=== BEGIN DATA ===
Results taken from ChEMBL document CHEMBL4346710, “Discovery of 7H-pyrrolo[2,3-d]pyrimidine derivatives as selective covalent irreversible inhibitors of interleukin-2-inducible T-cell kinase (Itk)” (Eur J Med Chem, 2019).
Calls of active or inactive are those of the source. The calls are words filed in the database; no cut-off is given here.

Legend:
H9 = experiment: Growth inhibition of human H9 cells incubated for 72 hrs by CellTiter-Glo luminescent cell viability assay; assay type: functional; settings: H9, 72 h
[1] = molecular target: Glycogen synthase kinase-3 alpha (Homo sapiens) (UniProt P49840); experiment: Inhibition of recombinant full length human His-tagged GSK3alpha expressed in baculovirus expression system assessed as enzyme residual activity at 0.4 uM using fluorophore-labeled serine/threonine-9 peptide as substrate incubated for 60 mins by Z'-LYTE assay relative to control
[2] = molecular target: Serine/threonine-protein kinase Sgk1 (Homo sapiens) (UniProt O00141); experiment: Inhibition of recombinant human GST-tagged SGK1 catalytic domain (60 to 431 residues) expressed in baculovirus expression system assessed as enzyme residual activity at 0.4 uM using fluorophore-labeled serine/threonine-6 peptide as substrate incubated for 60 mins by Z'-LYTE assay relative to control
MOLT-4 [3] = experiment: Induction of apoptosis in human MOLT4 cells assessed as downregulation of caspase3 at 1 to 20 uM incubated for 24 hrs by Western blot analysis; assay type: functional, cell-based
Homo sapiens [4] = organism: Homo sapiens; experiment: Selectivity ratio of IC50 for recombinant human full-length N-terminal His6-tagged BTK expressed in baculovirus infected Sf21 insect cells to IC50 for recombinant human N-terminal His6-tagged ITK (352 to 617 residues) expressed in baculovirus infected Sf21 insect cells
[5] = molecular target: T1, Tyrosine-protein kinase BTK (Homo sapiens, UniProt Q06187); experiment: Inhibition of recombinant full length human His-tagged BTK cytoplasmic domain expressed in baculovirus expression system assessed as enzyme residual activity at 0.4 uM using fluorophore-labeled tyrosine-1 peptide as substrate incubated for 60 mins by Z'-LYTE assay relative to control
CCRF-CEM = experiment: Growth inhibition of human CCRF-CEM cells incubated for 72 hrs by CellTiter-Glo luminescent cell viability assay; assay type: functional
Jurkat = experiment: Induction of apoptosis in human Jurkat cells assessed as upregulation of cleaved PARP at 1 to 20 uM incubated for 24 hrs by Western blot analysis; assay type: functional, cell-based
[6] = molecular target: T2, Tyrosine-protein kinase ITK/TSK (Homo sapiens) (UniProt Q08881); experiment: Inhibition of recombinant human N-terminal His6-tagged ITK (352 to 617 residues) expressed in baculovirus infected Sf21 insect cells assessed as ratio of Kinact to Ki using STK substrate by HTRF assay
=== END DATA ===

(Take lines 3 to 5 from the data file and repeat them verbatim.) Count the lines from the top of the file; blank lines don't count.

Legend:
H9 = experiment: Growth inhibition of human H9 cells incubated for 72 hrs by CellTiter-Glo luminescent cell viability assay; assay type: functional; settings: H9, 72 h
[1] = molecular target: Glycogen synthase kinase-3 alpha (Homo sapiens) (UniProt P49840); experiment: Inhibition of recombinant full length human His-tagged GSK3alpha expressed in baculovirus expression system assessed as enzyme residual activity at 0.4 uM using fluorophore-labeled serine/threonine-9 peptide as substrate incubated for 60 mins by Z'-LYTE assay relative to control